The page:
6. Add the beer to the pot, and scrape the bottom of the pot to get up any browned bits.  Let the beer bubble for about 5 minutes, until reduced by about half. Add the chicken broth and water, and bring to a boil.
7. Mince the reserved bacon.  Add it to the stew pot along with the browned pork.  Return the pot to a boil.
8. Crumple up a large piece of parchment paper, and then uncrumple it.  Place it on the surface of the stew, making sure it makes as much contact with the stew as possible.  It's okay for the edges to come up the sides of the pot.  Cover the pot with either an oven-safe lid or a large piece of foil.
9. Place the stew in the oven.
10. After 30 minutes, add the potatoes and carrots.  Stir to combine, and then replace the parchment and lid or foil.  Return the stew to the oven.
11. After an additional 30 minutes, add the peppers.  Stir to combine, and then replace the parchment and lid or foil.  Return the stew to the oven.
12. Cook for another hour or so, until the pork is fork-tender.
13. Remove the stew from the oven and let cool for a few minutes.  Degrease by gently laying a paper towel on the surface to soak up excess fat.  Repeat with more paper towels as necessary.
14. Squeeze in the lime juice.  Stir to combine, taste, and adjust for seasoning.  Serve sprinkled with parsley.

Tuesday, March 19, 2013

Chocolate Chip Banana Bread

My grandma recently sent me some recipes in the mail, and this one definitely looked too good to pass up! I love banana bread, and adding in chocolate chips makes it even better!  This recipe literally could not be easier - you just stick everything in the same bowl and mix it up.  I was a little skeptical about whether this would really work, but it did!  The baked banana bread was moist and tender with excellent banana flavor and lots of chocolate-y goodness.  I recommend this recipe for any time you have bananas that are starting to get too brown, or any time you need a quick recipe and don't want to spend lots of time in the kitchen.  Thanks, Grandma!

Chocolate Chip Banana Bread (adapted from American Profile)
Makes 2 loaves

2-1/4 cups flour
1 cup sugar
1-1/2 cups well-mashed ripe bananas (3-4 bananas)
1/2 cup butter, at room temperature
2 eggs
2-1/2 tsp baking powder
1 tsp vanilla
1/2 tsp baking soda
Pinch of salt
2 cups chocolate chips

1. Preheat the oven to 375 degrees.  Grease two loaf pans.
2. Put all the ingredients except the chocolate chips in the bowl of a stand mixer.  Beat on low speed until just combined, and then increase the speed to medium and beat the batter until well combined.  Stir in the chocolate chips.
3. Divide the batter among the pans.  Bake 20 minutes, and then reduce temperature to 350 degrees and cook until a tester comes out clean, about 10 minutes.  Let cool in the pan for at least 10 minutes before turning out onto a wire rack to finish cooling.

Sunday, March 17, 2013

Easy Chocolate Bundt Cake

I've been following along with many of the ideas from this list of Lenten practices this year, and one of the best ones so far has been Day 25, bake a cake!  I'm not sure if baking is exactly a spiritual practice for me, but I definitely appreciated the excuse to do more of it!  Since I didn't have a ton of extra time, I turned to the 'hasty cakes' section of Vintage Cakes.  I love Julie Richardson for providing this section - it's so great for those occasions when I want to quickly find a recipe that will be simple to prepare.  This recipe is both easy and fun - you get to make a little cocoa-baking soda-boiling water volcano in your mixing bowl!  The resulting cake is super moist with a mild chocolate flavor, and the leftovers keep well.  This isn't over-the-top chocolate-y, although you could certainly add a ganache glaze if you want to take it in that direction.  It reminds me of the flavor of a Texas sheet cake, so it has an old-fashioned, nostalgic flavor, at least to me (Texas sheet cake is a favorite of my grandma's).  I definitely give it two big thumbs up!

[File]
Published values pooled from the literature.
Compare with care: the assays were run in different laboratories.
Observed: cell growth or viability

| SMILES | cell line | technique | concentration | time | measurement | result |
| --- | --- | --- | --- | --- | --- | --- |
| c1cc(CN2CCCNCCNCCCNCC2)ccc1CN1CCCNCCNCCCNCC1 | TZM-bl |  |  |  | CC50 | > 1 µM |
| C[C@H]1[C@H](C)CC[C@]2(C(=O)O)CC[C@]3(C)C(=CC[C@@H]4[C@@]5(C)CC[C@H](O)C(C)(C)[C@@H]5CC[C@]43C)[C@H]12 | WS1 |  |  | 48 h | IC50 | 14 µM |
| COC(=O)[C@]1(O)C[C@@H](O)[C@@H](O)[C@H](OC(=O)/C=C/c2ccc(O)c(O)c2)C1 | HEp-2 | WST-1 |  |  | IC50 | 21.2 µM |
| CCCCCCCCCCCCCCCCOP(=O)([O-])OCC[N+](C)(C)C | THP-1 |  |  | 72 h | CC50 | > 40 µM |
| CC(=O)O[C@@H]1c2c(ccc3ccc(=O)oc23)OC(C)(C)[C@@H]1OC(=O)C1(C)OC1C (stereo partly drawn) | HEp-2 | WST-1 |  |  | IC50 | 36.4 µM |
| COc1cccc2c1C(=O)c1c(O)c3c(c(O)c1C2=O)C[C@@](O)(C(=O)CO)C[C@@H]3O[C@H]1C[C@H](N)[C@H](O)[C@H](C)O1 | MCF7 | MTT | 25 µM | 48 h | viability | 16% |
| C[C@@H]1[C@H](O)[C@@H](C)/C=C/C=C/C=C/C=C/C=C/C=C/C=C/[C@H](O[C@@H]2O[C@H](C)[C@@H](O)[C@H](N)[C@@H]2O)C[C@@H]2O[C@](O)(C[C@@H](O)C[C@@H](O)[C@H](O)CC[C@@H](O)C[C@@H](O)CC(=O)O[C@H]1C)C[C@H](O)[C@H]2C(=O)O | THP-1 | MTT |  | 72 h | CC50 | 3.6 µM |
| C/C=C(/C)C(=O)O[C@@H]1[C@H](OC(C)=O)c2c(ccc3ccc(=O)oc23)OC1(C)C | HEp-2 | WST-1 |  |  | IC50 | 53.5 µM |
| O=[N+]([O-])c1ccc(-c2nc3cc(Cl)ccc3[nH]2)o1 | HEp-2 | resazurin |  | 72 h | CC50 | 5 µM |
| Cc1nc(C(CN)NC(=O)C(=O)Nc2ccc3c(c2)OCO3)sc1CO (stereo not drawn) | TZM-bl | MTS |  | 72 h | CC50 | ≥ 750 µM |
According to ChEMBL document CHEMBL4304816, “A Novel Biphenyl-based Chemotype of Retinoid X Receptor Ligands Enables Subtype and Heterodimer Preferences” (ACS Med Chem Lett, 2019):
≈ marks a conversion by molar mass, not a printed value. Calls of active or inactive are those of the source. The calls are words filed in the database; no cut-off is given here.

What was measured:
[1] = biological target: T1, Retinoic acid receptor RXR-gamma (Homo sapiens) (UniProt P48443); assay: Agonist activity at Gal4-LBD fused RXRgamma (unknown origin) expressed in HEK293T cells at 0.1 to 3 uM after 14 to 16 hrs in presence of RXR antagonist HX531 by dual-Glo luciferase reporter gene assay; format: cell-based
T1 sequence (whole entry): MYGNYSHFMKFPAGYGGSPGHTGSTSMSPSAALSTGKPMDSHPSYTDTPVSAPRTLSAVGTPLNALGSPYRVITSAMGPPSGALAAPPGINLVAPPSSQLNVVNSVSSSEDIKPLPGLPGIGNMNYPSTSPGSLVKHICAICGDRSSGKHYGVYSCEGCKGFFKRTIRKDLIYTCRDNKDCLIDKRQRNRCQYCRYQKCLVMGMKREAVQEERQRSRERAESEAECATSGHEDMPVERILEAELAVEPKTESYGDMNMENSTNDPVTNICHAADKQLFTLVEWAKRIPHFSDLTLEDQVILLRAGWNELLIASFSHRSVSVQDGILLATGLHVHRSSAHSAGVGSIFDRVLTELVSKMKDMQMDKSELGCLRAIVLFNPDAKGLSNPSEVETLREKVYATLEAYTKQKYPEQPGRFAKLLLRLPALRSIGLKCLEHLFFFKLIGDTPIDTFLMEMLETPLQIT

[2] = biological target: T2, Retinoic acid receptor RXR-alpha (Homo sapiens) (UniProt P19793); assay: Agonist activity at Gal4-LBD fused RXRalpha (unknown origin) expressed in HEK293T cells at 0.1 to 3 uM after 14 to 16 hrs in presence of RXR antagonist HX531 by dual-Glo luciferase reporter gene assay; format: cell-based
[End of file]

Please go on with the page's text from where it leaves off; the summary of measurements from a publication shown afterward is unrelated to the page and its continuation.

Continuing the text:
Easy Chocolate Bundt Cake (adapted from Vintage Cakes)
Makes 1 cake, serving 8-10

1/2 cup unsweetened natural cocoa powder
1 tsp baking soda
1 cup boiling water
3/4 cup unsalted butter, cut into small cubes
1/4 cup vegetable oil
2 cups flour
1-1/2 cups granulated sugar
1/2 cup firmly packed light brown sugar
1/2 tsp salt
3 eggs
1 tsp vanilla extract

1. Preheat the oven to 350 degrees.  Grease a bundt pan and place it on a large rimmed baking sheet to make it easy to take in and out of the oven.
2. Whisk together the cocoa and baking soda in a medium mixing bowl.  Whisk in the boiling water.  Add the butter cubes, and whisk until they are melted.  Whisk in the oil.  Set aside to cool while you get the rest of the ingredients ready.
3. In a large mixing bowl, whisk together the flour, granulated sugar, brown sugar, and salt.  Set aside.
4. In a small bowl, whisk together the eggs and vanilla extract.  Whisk the egg mixture into the cocoa mixture.  Then, pour the wet ingredients into the dry ingredients.  Fold together with a rubber spatula, stirring to just combine - a few lumps are okay.
5. Pour the batter into the prepared pan.  Bake until a tester comes out clean, 40-50 minutes.
6. Cool the cake in the pan for 30 minutes, and then invert onto a serving plate.